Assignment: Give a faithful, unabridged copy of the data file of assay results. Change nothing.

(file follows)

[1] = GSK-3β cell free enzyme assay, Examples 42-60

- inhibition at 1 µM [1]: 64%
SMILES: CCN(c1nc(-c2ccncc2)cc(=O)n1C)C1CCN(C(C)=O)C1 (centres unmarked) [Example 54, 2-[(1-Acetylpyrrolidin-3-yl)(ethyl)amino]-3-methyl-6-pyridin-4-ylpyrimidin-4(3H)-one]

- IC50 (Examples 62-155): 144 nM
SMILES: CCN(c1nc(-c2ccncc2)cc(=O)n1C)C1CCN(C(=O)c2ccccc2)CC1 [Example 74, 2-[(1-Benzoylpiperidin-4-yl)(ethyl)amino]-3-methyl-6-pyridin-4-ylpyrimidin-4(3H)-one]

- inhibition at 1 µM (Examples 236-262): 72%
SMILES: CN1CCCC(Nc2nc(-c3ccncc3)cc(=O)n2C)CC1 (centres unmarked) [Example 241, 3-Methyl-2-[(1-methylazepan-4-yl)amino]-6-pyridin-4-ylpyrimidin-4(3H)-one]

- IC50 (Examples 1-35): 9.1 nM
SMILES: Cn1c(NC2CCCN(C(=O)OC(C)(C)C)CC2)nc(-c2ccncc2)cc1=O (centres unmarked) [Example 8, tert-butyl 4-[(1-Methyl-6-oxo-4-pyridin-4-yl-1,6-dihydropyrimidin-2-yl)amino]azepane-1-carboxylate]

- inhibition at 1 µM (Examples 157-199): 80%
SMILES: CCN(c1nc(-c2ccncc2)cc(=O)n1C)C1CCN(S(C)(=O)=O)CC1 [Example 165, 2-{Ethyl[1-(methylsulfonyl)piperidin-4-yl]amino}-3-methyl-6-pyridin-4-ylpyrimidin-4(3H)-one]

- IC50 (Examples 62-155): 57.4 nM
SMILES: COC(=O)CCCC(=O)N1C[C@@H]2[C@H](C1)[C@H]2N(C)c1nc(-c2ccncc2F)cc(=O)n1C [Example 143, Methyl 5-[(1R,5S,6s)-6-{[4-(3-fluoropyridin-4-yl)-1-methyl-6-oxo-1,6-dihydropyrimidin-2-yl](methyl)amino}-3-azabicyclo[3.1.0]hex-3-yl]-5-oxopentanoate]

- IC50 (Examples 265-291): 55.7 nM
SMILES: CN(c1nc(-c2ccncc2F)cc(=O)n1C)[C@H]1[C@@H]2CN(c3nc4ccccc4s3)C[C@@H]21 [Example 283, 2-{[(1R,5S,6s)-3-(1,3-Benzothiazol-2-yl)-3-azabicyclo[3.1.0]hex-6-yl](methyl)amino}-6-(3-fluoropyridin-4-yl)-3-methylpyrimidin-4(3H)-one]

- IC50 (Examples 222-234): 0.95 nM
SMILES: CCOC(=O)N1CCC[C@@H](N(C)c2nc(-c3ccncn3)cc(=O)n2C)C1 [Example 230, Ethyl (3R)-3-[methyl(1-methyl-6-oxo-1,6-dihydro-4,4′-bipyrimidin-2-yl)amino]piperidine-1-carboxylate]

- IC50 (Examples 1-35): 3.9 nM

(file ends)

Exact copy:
[1] = GSK-3β cell free enzyme assay, Examples 42-60

- inhibition at 1 µM [1]: 64%
SMILES: CCN(c1nc(-c2ccncc2)cc(=O)n1C)C1CCN(C(C)=O)C1 (centres unmarked) [Example 54, 2-[(1-Acetylpyrrolidin-3-yl)(ethyl)amino]-3-methyl-6-pyridin-4-ylpyrimidin-4(3H)-one]

- IC50 (Examples 62-155): 144 nM
SMILES: CCN(c1nc(-c2ccncc2)cc(=O)n1C)C1CCN(C(=O)c2ccccc2)CC1 [Example 74, 2-[(1-Benzoylpiperidin-4-yl)(ethyl)amino]-3-methyl-6-pyridin-4-ylpyrimidin-4(3H)-one]

- inhibition at 1 µM (Examples 236-262): 72%
SMILES: CN1CCCC(Nc2nc(-c3ccncc3)cc(=O)n2C)CC1 (centres unmarked) [Example 241, 3-Methyl-2-[(1-methylazepan-4-yl)amino]-6-pyridin-4-ylpyrimidin-4(3H)-one]

- IC50 (Examples 1-35): 9.1 nM
SMILES: Cn1c(NC2CCCN(C(=O)OC(C)(C)C)CC2)nc(-c2ccncc2)cc1=O (centres unmarked) [Example 8, tert-butyl 4-[(1-Methyl-6-oxo-4-pyridin-4-yl-1,6-dihydropyrimidin-2-yl)amino]azepane-1-carboxylate]

- inhibition at 1 µM (Examples 157-199): 80%
SMILES: CCN(c1nc(-c2ccncc2)cc(=O)n1C)C1CCN(S(C)(=O)=O)CC1 [Example 165, 2-{Ethyl[1-(methylsulfonyl)piperidin-4-yl]amino}-3-methyl-6-pyridin-4-ylpyrimidin-4(3H)-one]

- IC50 (Examples 62-155): 57.4 nM
SMILES: COC(=O)CCCC(=O)N1C[C@@H]2[C@H](C1)[C@H]2N(C)c1nc(-c2ccncc2F)cc(=O)n1C [Example 143, Methyl 5-[(1R,5S,6s)-6-{[4-(3-fluoropyridin-4-yl)-1-methyl-6-oxo-1,6-dihydropyrimidin-2-yl](methyl)amino}-3-azabicyclo[3.1.0]hex-3-yl]-5-oxopentanoate]

- IC50 (Examples 265-291): 55.7 nM
SMILES: CN(c1nc(-c2ccncc2F)cc(=O)n1C)[C@H]1[C@@H]2CN(c3nc4ccccc4s3)C[C@@H]21 [Example 283, 2-{[(1R,5S,6s)-3-(1,3-Benzothiazol-2-yl)-3-azabicyclo[3.1.0]hex-6-yl](methyl)amino}-6-(3-fluoropyridin-4-yl)-3-methylpyrimidin-4(3H)-one]

- IC50 (Examples 222-234): 0.95 nM
SMILES: CCOC(=O)N1CCC[C@@H](N(C)c2nc(-c3ccncn3)cc(=O)n2C)C1 [Example 230, Ethyl (3R)-3-[methyl(1-methyl-6-oxo-1,6-dihydro-4,4′-bipyrimidin-2-yl)amino]piperidine-1-carboxylate]

- IC50 (Examples 1-35): 3.9 nM